Book Review: One Little Lie

One Little Lie by Colleen Coble

I had overdosed on Kristin Hannah and was looking for a change when I encountered this in the library’s eBook database. I remembered liking another book by this author, though I can’t recall the title now, so I gave it a read.


Upon her father’s retirement, Jane Hardy is promoted to chief of police in Pelican Harbor, Alabama, triggering resentment in one of her deputies. While battling his hostility, she juggles two murder cases and a vigilante, but when FBI arrest her father, he becomes a prime suspect.

Reid Bechtol is famous for his documentaries, especially one he did on cults. His latest involves Jane’s career as a small-town police chief, but his interest is more than professional. His documentaries are personal, and his past intertwines with Jane’s in more ways than she knows.


I appreciate when authors give tough female characters—police officers, swords women, jedi knights, etc.—depth of emotion. I hate female characters that act like men with boobs, but Coble goes way too far with Jane. In Reid’s perspective, he often comments about how tough she is, but the evidence on the page argues to the contrary. Jane is hyperemotional to an embarrassing degree. Her storyline reads too close to a soap opera for my tastes—lots of emotional drama, but reactive and overblown instead of mature and developed.

Reid’s character is better. He is calm, protective, but also respectful of Jane’s authority. Aside from the budding romance with Jane, his major conflict is deciding how to reveal the truth to his son Will. This is where the author fails.

To begin, Will is way too perfect for a teenager. Coble tries to circumnavigate this by remarking how mature he is compared to other teens, but it still rings hollow. There was so much potential for father-son conflict, but instead, Will accepts his father’s errors after a few calm heart-to-hearts.

Reid’s ex rears her ugly head early on, but the book would have been better without her. I understand wanting to add more conflict for Reid, but the author could have done that by having some actual drama with Will.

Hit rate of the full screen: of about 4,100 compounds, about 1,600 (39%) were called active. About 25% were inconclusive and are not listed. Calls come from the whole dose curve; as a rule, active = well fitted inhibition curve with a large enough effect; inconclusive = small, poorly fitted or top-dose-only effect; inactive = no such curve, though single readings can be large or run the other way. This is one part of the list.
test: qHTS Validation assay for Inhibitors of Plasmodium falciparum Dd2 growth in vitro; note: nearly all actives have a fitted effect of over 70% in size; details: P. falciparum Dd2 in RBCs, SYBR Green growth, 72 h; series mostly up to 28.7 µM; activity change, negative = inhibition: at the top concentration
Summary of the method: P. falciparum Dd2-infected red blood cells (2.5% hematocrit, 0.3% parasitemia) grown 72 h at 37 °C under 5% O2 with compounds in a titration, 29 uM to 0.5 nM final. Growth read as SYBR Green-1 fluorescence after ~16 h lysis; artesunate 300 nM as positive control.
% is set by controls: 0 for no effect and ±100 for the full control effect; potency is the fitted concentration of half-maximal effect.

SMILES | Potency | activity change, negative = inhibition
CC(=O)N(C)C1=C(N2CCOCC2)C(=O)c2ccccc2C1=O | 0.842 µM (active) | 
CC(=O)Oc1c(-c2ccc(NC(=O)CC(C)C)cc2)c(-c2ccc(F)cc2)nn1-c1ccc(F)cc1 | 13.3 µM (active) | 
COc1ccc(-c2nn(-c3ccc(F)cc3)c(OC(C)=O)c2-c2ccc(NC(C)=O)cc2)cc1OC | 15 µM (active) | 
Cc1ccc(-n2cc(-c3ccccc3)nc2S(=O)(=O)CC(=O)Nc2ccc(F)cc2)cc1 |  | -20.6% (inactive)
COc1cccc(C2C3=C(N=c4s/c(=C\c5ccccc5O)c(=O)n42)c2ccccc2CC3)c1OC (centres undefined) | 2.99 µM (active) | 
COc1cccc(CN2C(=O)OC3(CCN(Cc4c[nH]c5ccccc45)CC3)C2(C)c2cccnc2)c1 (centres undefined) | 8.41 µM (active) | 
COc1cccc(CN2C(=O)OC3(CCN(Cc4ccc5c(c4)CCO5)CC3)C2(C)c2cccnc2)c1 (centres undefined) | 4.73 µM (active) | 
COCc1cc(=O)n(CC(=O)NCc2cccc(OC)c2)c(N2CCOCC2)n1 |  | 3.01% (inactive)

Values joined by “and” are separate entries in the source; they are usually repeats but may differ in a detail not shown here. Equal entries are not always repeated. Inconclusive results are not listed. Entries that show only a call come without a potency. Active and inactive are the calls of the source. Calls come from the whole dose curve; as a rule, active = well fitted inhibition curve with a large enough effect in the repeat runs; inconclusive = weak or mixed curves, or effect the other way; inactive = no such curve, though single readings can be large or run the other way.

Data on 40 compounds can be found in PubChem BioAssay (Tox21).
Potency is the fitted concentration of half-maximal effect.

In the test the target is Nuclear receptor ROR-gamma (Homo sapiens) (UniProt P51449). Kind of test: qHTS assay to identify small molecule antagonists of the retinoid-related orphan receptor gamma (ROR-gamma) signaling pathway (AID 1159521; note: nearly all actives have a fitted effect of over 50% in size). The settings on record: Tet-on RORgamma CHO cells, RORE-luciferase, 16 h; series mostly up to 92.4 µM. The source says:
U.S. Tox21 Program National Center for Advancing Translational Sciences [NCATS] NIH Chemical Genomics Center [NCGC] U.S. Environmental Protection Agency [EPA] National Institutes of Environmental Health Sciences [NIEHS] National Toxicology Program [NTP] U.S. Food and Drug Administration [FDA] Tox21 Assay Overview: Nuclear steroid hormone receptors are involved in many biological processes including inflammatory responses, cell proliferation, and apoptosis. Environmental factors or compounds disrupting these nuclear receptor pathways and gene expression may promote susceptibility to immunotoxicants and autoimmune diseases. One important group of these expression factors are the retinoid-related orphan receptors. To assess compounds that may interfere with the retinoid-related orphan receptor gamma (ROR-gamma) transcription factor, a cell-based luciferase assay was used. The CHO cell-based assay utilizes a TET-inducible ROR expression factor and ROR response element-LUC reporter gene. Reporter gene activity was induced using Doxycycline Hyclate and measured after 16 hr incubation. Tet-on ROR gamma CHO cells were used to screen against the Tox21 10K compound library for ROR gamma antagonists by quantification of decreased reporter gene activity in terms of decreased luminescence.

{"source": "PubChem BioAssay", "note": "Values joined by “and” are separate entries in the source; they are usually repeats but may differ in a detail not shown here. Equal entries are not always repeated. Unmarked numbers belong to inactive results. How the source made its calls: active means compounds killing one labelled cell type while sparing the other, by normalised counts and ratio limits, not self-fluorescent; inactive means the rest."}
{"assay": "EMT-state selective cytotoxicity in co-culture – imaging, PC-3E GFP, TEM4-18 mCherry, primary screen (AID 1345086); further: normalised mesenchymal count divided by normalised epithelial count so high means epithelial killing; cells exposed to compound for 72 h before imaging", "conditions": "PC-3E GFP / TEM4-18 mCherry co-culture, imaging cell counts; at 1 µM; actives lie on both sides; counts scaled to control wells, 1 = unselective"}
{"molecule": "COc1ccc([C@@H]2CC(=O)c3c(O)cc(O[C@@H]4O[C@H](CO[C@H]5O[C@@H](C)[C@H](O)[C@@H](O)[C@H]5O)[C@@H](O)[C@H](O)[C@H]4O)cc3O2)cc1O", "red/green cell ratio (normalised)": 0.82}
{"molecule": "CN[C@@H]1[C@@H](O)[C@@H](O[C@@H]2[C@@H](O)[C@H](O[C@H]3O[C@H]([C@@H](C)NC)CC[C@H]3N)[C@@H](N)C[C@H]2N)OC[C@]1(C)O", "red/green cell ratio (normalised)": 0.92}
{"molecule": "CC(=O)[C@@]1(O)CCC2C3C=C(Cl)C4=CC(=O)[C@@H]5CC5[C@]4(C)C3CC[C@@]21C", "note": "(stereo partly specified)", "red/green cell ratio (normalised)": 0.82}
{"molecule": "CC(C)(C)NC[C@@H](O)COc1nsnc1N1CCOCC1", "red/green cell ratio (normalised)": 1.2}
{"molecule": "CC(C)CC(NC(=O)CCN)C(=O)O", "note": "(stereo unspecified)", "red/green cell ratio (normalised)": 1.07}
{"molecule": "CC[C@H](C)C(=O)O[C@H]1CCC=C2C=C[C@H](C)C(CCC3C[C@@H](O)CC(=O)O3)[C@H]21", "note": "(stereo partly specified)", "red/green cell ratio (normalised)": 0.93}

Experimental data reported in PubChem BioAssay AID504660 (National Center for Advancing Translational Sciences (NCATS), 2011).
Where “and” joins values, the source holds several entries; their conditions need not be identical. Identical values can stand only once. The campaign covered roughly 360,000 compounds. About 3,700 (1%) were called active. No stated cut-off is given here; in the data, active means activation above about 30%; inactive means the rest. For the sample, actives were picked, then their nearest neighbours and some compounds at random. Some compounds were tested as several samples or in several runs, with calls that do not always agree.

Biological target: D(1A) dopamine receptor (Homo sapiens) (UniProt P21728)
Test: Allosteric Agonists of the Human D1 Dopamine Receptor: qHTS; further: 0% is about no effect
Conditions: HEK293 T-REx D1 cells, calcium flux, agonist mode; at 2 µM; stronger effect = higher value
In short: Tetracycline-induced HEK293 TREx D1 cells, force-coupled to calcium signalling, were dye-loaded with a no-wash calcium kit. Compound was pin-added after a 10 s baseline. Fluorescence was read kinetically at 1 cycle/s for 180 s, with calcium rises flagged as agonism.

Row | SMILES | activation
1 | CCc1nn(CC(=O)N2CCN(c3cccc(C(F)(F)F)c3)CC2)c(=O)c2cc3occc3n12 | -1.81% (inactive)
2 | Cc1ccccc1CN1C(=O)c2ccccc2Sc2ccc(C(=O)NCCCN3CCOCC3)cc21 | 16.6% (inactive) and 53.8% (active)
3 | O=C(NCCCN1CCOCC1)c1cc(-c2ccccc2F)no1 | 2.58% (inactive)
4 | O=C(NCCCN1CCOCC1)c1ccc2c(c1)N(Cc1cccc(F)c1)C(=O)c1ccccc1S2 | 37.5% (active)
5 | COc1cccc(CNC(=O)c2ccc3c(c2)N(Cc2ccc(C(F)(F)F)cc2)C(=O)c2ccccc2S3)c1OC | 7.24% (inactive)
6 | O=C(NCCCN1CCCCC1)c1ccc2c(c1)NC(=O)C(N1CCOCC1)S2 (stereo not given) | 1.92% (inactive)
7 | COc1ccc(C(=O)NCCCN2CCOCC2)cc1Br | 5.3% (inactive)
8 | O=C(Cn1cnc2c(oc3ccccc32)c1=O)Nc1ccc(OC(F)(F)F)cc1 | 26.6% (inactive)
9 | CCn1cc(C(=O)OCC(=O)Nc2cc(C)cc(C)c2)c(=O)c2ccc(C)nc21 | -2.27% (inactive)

The characters’ backstories were so obvious I was insulted the author waited until the second third to state them openly. On the flip side, the villain was impossible to guess. Usually in a murder mystery, I like to think “I can’t believe I didn’t see that!” In this story, there were zero clues. I felt cheated.

Writing Style

The prose itself is clunky. Reading felt like driving over a rocky mountain road in a Prius (Yes, I’ve done that. It’s not fun). The author should have fired her line editor. This may not bother most readers, but for me, reading this book felt like resisting the urge to right an askew painting, and I’m not even an editor.


I didn’t know this book was Christian fiction before I checked it out, but it’s low on the preach-o-meter. The sugary-sweet tone that drives me nuts in Christian fiction is limited. Yes, the characters reflect on and practice their faith, but it feels like real people interpreting their circumstances in light of their beliefs. There are no lengthy sermons or moralizing.

If anything, the author should have developed the characters’ religious beliefs more. Religious reflections are dropped into the storyline like breadcrumbs, but they aren’t integrated enough with the narrative. Contrasting Jane and Reid’s beliefs would have added cohesion.

Reid is Christian, but Jane rejected God after her experience in the cult. A close friend (who, like Reid’s ex, isn’t relevant and whose subplot goes unresolved) tries to teach her the difference between the cult and authentic Christianity, but that should have been Reid’s role. Furthermore, their beliefs only affect the personal side of the story, but the author should have contrasted their different interpretations of human behavior.

For example, Reid could have responded to the adulterer with shock and disgust, while lingering cult trauma would reinforce Jane’s skepticism. Contrasting their beliefs would have made their perspectives more distinct and added a fresh take on the crime.


The book’s genre is Christian Romantic Suspense, of which I am not a regular reader, so take my criticisms with a sprinkle of salt. That said, I enjoy well-written books in almost any genre. The premise of a former cult member-turned-police chief intrigued me, and the plot was sufficiently complex. There were many good elements, but none reached their potential.